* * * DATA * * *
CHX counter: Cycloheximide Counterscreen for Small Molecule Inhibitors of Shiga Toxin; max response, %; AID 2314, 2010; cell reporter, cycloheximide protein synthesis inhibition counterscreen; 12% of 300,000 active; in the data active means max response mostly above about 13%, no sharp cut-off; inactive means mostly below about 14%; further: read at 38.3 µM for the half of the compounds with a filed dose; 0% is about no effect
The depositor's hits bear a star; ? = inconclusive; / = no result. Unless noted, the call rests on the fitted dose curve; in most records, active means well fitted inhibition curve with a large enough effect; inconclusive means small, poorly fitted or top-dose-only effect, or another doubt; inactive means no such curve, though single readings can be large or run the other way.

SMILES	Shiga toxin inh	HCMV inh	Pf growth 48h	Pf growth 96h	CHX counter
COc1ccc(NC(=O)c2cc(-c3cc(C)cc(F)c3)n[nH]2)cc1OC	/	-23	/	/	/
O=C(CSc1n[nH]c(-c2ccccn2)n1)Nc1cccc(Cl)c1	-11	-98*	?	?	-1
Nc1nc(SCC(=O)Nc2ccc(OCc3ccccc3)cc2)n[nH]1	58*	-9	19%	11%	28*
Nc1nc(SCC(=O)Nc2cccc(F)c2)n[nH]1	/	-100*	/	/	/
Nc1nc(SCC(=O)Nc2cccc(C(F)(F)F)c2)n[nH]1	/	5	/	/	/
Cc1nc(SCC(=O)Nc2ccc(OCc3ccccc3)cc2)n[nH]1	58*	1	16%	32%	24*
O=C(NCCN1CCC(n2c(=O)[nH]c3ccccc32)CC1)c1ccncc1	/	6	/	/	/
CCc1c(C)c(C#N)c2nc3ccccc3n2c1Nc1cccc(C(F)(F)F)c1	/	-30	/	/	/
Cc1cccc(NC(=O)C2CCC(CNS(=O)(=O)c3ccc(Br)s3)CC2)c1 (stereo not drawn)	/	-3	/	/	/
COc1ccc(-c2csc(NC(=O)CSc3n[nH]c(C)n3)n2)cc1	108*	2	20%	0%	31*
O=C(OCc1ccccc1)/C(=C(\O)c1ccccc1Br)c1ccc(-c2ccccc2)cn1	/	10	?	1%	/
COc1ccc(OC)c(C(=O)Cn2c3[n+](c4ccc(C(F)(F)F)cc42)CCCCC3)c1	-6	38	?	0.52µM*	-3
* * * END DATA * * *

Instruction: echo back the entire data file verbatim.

CHX counter: Cycloheximide Counterscreen for Small Molecule Inhibitors of Shiga Toxin; max response, %; AID 2314, 2010; cell reporter, cycloheximide protein synthesis inhibition counterscreen; 12% of 300,000 active; in the data active means max response mostly above about 13%, no sharp cut-off; inactive means mostly below about 14%; further: read at 38.3 µM for the half of the compounds with a filed dose; 0% is about no effect
The depositor's hits bear a star; ? = inconclusive; / = no result. Unless noted, the call rests on the fitted dose curve; in most records, active means well fitted inhibition curve with a large enough effect; inconclusive means small, poorly fitted or top-dose-only effect, or another doubt; inactive means no such curve, though single readings can be large or run the other way.

SMILES	Shiga toxin inh	HCMV inh	Pf growth 48h	Pf growth 96h	CHX counter
COc1ccc(NC(=O)c2cc(-c3cc(C)cc(F)c3)n[nH]2)cc1OC	/	-23	/	/	/
O=C(CSc1n[nH]c(-c2ccccn2)n1)Nc1cccc(Cl)c1	-11	-98*	?	?	-1
Nc1nc(SCC(=O)Nc2ccc(OCc3ccccc3)cc2)n[nH]1	58*	-9	19%	11%	28*
Nc1nc(SCC(=O)Nc2cccc(F)c2)n[nH]1	/	-100*	/	/	/
Nc1nc(SCC(=O)Nc2cccc(C(F)(F)F)c2)n[nH]1	/	5	/	/	/
Cc1nc(SCC(=O)Nc2ccc(OCc3ccccc3)cc2)n[nH]1	58*	1	16%	32%	24*
O=C(NCCN1CCC(n2c(=O)[nH]c3ccccc32)CC1)c1ccncc1	/	6	/	/	/
CCc1c(C)c(C#N)c2nc3ccccc3n2c1Nc1cccc(C(F)(F)F)c1	/	-30	/	/	/
Cc1cccc(NC(=O)C2CCC(CNS(=O)(=O)c3ccc(Br)s3)CC2)c1 (stereo not drawn)	/	-3	/	/	/
COc1ccc(-c2csc(NC(=O)CSc3n[nH]c(C)n3)n2)cc1	108*	2	20%	0%	31*
O=C(OCc1ccccc1)/C(=C(\O)c1ccccc1Br)c1ccc(-c2ccccc2)cn1	/	10	?	1%	/
COc1ccc(OC)c(C(=O)Cn2c3[n+](c4ccc(C(F)(F)F)cc42)CCCCC3)c1	-6	38	?	0.52µM*	-3